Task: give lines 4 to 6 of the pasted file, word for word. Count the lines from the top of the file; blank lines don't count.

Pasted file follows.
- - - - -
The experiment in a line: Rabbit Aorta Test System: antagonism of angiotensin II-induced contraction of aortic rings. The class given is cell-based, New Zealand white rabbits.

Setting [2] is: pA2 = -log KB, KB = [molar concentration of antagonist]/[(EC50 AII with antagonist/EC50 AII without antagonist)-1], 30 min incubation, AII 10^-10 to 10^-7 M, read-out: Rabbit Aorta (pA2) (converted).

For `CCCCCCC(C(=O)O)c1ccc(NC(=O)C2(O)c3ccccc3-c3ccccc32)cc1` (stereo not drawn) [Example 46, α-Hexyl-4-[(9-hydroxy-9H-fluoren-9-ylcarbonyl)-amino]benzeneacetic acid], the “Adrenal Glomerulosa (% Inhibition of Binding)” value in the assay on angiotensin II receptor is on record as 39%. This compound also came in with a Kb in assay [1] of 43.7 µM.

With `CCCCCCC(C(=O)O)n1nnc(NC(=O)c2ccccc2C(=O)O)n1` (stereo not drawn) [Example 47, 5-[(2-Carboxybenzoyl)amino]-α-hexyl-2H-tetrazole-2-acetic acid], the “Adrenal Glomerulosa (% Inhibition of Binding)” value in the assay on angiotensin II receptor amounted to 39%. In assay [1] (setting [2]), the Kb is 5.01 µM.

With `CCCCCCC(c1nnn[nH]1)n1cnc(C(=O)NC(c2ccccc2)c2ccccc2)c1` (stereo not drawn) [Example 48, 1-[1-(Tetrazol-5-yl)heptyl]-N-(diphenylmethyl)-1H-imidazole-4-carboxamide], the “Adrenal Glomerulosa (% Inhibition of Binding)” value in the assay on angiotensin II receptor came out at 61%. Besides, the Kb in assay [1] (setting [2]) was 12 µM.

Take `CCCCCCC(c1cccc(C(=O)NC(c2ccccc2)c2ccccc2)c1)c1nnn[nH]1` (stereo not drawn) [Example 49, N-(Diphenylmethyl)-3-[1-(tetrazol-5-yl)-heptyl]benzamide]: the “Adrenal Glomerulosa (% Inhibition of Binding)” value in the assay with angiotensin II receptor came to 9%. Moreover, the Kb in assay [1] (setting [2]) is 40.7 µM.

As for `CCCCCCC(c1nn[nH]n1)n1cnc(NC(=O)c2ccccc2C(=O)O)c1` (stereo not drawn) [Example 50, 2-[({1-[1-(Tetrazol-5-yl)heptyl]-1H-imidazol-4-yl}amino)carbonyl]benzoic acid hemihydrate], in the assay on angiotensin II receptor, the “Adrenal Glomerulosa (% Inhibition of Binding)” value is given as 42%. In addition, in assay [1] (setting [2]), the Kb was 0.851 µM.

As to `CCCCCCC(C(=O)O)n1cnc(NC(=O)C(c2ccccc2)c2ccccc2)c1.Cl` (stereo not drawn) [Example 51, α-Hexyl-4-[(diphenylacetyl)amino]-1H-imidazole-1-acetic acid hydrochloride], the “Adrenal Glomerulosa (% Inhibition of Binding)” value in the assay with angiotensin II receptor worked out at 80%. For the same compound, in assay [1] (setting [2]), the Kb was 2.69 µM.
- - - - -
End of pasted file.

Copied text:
With `CCCCCCC(C(=O)O)n1nnc(NC(=O)c2ccccc2C(=O)O)n1` (stereo not drawn) [Example 47, 5-[(2-Carboxybenzoyl)amino]-α-hexyl-2H-tetrazole-2-acetic acid], the “Adrenal Glomerulosa (% Inhibition of Binding)” value in the assay on angiotensin II receptor amounted to 39%. In assay [1] (setting [2]), the Kb is 5.01 µM.

With `CCCCCCC(c1nnn[nH]1)n1cnc(C(=O)NC(c2ccccc2)c2ccccc2)c1` (stereo not drawn) [Example 48, 1-[1-(Tetrazol-5-yl)heptyl]-N-(diphenylmethyl)-1H-imidazole-4-carboxamide], the “Adrenal Glomerulosa (% Inhibition of Binding)” value in the assay on angiotensin II receptor came out at 61%. Besides, the Kb in assay [1] (setting [2]) was 12 µM.

Take `CCCCCCC(c1cccc(C(=O)NC(c2ccccc2)c2ccccc2)c1)c1nnn[nH]1` (stereo not drawn) [Example 49, N-(Diphenylmethyl)-3-[1-(tetrazol-5-yl)-heptyl]benzamide]: the “Adrenal Glomerulosa (% Inhibition of Binding)” value in the assay with angiotensin II receptor came to 9%. Moreover, the Kb in assay [1] (setting [2]) is 40.7 µM.